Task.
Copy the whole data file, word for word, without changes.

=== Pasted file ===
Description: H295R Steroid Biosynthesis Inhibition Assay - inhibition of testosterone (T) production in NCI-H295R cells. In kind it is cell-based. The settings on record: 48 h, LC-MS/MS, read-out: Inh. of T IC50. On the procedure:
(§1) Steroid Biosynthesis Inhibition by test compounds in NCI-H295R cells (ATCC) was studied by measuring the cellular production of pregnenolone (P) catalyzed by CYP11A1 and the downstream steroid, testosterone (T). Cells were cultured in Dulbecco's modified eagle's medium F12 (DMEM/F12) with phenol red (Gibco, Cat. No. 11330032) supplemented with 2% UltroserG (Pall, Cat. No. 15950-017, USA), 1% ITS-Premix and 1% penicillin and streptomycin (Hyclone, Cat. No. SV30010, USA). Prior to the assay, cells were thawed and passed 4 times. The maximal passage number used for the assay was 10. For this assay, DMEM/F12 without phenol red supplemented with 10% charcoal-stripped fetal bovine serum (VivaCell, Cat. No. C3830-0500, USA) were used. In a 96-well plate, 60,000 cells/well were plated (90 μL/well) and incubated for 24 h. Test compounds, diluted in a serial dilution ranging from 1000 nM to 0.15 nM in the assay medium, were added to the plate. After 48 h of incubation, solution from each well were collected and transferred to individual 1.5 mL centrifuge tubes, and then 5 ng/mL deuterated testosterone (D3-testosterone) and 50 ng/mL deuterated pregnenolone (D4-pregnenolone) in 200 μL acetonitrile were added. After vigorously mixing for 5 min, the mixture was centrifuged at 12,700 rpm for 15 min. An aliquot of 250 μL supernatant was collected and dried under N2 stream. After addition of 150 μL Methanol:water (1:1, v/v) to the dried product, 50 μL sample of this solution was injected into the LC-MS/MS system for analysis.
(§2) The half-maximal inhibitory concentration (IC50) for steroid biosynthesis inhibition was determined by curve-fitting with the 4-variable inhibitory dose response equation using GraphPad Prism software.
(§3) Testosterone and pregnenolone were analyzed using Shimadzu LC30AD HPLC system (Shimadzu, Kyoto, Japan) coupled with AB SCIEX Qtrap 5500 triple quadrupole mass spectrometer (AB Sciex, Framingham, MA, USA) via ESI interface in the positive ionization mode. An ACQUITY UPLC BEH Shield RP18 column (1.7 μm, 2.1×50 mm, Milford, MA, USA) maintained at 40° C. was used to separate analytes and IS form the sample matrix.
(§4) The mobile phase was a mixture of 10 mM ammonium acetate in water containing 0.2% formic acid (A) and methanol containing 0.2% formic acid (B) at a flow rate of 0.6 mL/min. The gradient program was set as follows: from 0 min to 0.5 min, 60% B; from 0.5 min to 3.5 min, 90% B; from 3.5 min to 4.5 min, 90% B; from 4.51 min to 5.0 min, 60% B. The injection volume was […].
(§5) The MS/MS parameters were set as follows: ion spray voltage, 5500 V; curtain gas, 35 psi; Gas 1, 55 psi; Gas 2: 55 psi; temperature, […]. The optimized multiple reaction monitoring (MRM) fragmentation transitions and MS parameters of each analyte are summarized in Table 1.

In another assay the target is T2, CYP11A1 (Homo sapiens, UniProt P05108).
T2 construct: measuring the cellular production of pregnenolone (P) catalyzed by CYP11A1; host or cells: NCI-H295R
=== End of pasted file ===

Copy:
Description: H295R Steroid Biosynthesis Inhibition Assay - inhibition of testosterone (T) production in NCI-H295R cells. In kind it is cell-based. The settings on record: 48 h, LC-MS/MS, read-out: Inh. of T IC50. On the procedure:
(§1) Steroid Biosynthesis Inhibition by test compounds in NCI-H295R cells (ATCC) was studied by measuring the cellular production of pregnenolone (P) catalyzed by CYP11A1 and the downstream steroid, testosterone (T). Cells were cultured in Dulbecco's modified eagle's medium F12 (DMEM/F12) with phenol red (Gibco, Cat. No. 11330032) supplemented with 2% UltroserG (Pall, Cat. No. 15950-017, USA), 1% ITS-Premix and 1% penicillin and streptomycin (Hyclone, Cat. No. SV30010, USA). Prior to the assay, cells were thawed and passed 4 times. The maximal passage number used for the assay was 10. For this assay, DMEM/F12 without phenol red supplemented with 10% charcoal-stripped fetal bovine serum (VivaCell, Cat. No. C3830-0500, USA) were used. In a 96-well plate, 60,000 cells/well were plated (90 μL/well) and incubated for 24 h. Test compounds, diluted in a serial dilution ranging from 1000 nM to 0.15 nM in the assay medium, were added to the plate. After 48 h of incubation, solution from each well were collected and transferred to individual 1.5 mL centrifuge tubes, and then 5 ng/mL deuterated testosterone (D3-testosterone) and 50 ng/mL deuterated pregnenolone (D4-pregnenolone) in 200 μL acetonitrile were added. After vigorously mixing for 5 min, the mixture was centrifuged at 12,700 rpm for 15 min. An aliquot of 250 μL supernatant was collected and dried under N2 stream. After addition of 150 μL Methanol:water (1:1, v/v) to the dried product, 50 μL sample of this solution was injected into the LC-MS/MS system for analysis.
(§2) The half-maximal inhibitory concentration (IC50) for steroid biosynthesis inhibition was determined by curve-fitting with the 4-variable inhibitory dose response equation using GraphPad Prism software.
(§3) Testosterone and pregnenolone were analyzed using Shimadzu LC30AD HPLC system (Shimadzu, Kyoto, Japan) coupled with AB SCIEX Qtrap 5500 triple quadrupole mass spectrometer (AB Sciex, Framingham, MA, USA) via ESI interface in the positive ionization mode. An ACQUITY UPLC BEH Shield RP18 column (1.7 μm, 2.1×50 mm, Milford, MA, USA) maintained at 40° C. was used to separate analytes and IS form the sample matrix.
(§4) The mobile phase was a mixture of 10 mM ammonium acetate in water containing 0.2% formic acid (A) and methanol containing 0.2% formic acid (B) at a flow rate of 0.6 mL/min. The gradient program was set as follows: from 0 min to 0.5 min, 60% B; from 0.5 min to 3.5 min, 90% B; from 3.5 min to 4.5 min, 90% B; from 4.51 min to 5.0 min, 60% B. The injection volume was […].
(§5) The MS/MS parameters were set as follows: ion spray voltage, 5500 V; curtain gas, 35 psi; Gas 1, 55 psi; Gas 2: 55 psi; temperature, […]. The optimized multiple reaction monitoring (MRM) fragmentation transitions and MS parameters of each analyte are summarized in Table 1.

In another assay the target is T2, CYP11A1 (Homo sapiens, UniProt P05108).
T2 construct: measuring the cellular production of pregnenolone (P) catalyzed by CYP11A1; host or cells: NCI-H295R